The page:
My feeling is that these are too cheap to pay much for someone to repair them. Unless you end up with one of the more unusual folder cameras, I think it can be better to try working on it yourself. I also suggest buying one or two more folder cameras that are similar, because at some point you might want spare parts.
Gordon Moat Photography
There are varying degrees of stuck when it comes to the Agfa lenses. I just worked on a little Karat, and that lens was unbelievably stuck. Took lots of soaking and much effort to unfreeze it.
Often, some lighter fluid will work. Other times, it's a real struggle. And when you do get the lens freed, you must clean the helicals of all of the old grease before regreasing and reassembling.;
I agree that spending $100 on a $20 camera probably isn't worth it, unless that $20 camera has some sentimental value or is an Isolette III or a Super Isolette.
I have an Agfa Prontori 11 that has always been stuck on 3 ft. It's amazing what you can do with it though. Having said that, I haven't used it for years but would quite like to try it out again - I'm a wary of fixing it myself, though these methods sound good (not sure of any good places to take it any more either). It's certainly worth trying it as it is before doing anything.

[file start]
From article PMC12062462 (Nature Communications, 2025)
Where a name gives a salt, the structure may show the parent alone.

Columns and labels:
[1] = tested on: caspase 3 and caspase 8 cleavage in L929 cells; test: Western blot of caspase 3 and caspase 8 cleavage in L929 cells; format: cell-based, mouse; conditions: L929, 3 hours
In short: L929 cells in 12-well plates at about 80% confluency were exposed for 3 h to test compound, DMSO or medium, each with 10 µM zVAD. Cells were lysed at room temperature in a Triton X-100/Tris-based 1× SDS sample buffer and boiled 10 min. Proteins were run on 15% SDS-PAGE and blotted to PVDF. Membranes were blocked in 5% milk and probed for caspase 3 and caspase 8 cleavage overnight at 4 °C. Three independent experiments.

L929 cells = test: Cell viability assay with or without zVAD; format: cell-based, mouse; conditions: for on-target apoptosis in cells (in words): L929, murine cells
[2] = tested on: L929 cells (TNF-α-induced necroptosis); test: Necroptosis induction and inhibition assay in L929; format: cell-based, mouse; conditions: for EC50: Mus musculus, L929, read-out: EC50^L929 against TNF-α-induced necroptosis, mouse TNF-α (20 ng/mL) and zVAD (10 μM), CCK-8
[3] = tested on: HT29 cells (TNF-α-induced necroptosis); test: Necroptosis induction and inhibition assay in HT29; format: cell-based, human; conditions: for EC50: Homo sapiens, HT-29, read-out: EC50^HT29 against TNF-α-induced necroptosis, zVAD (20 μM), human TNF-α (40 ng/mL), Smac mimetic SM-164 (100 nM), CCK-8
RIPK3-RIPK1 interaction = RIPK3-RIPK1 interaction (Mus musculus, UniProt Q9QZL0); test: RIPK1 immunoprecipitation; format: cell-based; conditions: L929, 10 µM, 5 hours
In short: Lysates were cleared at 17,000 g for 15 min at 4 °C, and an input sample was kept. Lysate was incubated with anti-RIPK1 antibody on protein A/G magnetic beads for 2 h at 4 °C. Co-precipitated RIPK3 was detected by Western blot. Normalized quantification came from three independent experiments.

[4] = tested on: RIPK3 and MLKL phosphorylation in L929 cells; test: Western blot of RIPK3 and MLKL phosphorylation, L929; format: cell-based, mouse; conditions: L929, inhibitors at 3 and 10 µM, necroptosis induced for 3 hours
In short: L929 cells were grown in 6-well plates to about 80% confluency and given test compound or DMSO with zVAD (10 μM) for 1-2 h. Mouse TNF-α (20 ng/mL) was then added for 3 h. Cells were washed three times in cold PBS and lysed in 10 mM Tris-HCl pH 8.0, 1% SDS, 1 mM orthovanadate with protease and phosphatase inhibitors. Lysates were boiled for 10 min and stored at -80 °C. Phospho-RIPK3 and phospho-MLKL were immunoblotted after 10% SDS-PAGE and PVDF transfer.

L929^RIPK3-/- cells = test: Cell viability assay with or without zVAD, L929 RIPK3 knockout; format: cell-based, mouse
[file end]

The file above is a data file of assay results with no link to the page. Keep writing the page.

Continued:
OK, so how do I get the lens off the shutter? Do I unscrew the 3 very small screws in the side of the outer ring? Here are pics of it. I figure I'm better off asking first.
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If you unscrew the 3 very small screws in the side of the outer ring and remove that ring, you'll find a post screwed into the side of the front cell that limits travel while focusing. removing that allows the front cell to be screwed off - assuming, of course that anything is movable given the frozen focus. Don't lose those set screws! They're little buggers and easy to drop. With the cowl off it's easier to apply some torque to the front cell as well.
Thanks, Whitey! I thought that was likely, but wanted to ask first. Yeah, those little screws are going to be fun to keep from losing.
Don't unscrew them compleatly. Just loosen them.
A bit of heat, now that's a good idea. I have fixed a half dozen cases of green-gunk and keep the lens in a warm place between taps and drops of WD-40 (Liquid Wrench, as mentioned, may be a better choice), but getting it hot should work well. IIRC, you have to heat a lens in a frying pan to melt the balsam holding cemented elements together, and in any case the Agfa Apotars and Agnars are triplets without any cemented elements.
Originally Posted by vdonovan
As a replacement lube may I recommend stop-cock grease. It doesn't separate and it doesn't harden. The high-temperature/high-vacuum type is best if you can find it. The other good grease is disc-brake caliper grease. Every grease that I know of sold for optical applications dries out or throws oil - often both.
Last edited by Nicholas Lindan; 06-18-2008 at 09:33 AM. Click to view previous post history.
Work on a white terry-cloth towel. It will trap dropped and sproinged parts (most of them) and saves both the dining room table and the camera from scratching. A good magnet is useful for finding small things that drop to the floor.
Originally Posted by winger
If you have a digital camera take pictures before/as you take things apart. Especially those wire springs that get wound around posts in odd ways.